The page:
Crazy Rich Asians is something I may never truly understand. Since I’m not crazy, rich, or Asian. I don’t have to relate to something to enjoy it, but I feel like Crazy Rich Asians would’ve been overlooked if not for its cast. Based on the book by Kevin Kwan, Crazy Rich Asians is the first Chinese American movie released by a major studio in decades. Although executives were nervous, the movie was a box-office success with Awards attention. The more hype it got, the more likely I was to be disappointed. Director Jon M. Chu wasn’t exactly that beloved beforehand. I love rom-coms, but I don’t see them in theaters no matter who stars in them. Even the 91% Rotten Tomatoes consensus called it formulaic without truly criticizing the movie.
I do think Crazy Rich Asians has merit outside of its all-Asian cast, but that still doesn’t make it less cliché. The cinematography is beautiful with epic Singapore landscapes and a magical wedding. The cast is impressive, but I can only follow so many extended family members. Fresh Off the Boat star Constance Wu plays likeable leading lady/college professor Rachel Chu from a working class family. She somehow never knows that her handsome British-Chinese boyfriend Nick Young played by newcomer Henry Golding is crazy rich after 1 year of dating. They do get romantic, but the focus is really the status struggle between Rachel and Nick’s family.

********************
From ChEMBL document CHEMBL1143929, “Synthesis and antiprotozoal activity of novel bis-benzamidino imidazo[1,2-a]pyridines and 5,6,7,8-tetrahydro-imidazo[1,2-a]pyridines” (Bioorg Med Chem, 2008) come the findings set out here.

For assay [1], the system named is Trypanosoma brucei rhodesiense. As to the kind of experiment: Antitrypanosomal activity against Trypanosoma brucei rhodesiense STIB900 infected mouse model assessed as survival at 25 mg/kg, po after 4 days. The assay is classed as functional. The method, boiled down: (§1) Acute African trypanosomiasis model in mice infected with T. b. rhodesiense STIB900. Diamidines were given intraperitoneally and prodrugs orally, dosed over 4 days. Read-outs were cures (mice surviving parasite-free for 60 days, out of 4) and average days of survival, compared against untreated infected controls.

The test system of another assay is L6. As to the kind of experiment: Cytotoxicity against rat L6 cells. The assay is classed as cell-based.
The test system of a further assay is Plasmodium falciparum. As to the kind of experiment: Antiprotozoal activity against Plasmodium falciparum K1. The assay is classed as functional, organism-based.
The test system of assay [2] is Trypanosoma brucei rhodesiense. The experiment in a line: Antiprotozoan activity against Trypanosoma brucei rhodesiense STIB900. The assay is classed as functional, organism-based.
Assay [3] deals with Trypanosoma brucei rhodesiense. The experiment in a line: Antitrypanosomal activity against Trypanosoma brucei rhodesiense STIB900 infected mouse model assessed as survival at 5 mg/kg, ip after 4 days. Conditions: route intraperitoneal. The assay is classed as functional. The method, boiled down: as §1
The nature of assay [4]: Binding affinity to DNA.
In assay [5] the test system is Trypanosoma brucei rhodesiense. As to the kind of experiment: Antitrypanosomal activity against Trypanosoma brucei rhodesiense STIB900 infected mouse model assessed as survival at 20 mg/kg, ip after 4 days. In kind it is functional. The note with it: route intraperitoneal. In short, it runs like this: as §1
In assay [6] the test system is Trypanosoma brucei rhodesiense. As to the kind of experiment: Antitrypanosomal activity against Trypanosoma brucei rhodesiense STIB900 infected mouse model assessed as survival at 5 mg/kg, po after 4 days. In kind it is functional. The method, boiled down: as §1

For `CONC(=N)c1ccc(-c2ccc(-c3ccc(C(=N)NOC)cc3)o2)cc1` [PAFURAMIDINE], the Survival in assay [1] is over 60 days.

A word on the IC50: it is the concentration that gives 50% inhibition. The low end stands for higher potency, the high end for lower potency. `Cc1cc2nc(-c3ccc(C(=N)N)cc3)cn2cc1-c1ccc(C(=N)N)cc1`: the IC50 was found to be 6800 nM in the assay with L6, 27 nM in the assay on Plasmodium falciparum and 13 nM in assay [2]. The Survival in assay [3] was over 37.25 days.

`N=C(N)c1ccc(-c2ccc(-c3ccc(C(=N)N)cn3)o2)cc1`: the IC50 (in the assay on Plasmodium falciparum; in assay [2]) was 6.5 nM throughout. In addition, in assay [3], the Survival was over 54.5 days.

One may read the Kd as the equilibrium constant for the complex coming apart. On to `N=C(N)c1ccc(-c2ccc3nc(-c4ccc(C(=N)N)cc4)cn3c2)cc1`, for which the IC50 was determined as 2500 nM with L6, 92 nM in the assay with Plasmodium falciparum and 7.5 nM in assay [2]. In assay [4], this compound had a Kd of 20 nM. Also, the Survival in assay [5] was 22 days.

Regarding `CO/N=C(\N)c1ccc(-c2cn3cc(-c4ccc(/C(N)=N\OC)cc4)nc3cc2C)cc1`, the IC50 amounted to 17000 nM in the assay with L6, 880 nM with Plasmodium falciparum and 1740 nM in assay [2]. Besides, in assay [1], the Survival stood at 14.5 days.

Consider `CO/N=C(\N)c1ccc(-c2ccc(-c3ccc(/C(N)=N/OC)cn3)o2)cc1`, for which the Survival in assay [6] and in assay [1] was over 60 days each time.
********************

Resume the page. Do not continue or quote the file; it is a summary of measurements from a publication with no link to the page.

They attend his friend’s wedding in Singapore where she comes in direct conflict with his old fashioned Christian mother Eleanor. Michelle Yeoh elevates the material past the disapproving mother cliché. Other family members receive attention, but I was most interested in Gemma Chan’s subplot as Nick’s cousin Astrid. She feels genuinely classy and her problems are sympathetic. I have nothing against rich people, but they do feel obnoxiously wealthy at times. As for the comedy, I’ll never understand the appeal of Awkwafina. Ken Jeong was funnier in one scene than she was in the entire movie. The use of Mahjong in the climax feels appropriately unique, but there’s still a last minute grand romantic gesture on an airplane. Crazy Rich Asians just barely elevates its familiar story for me to commend it.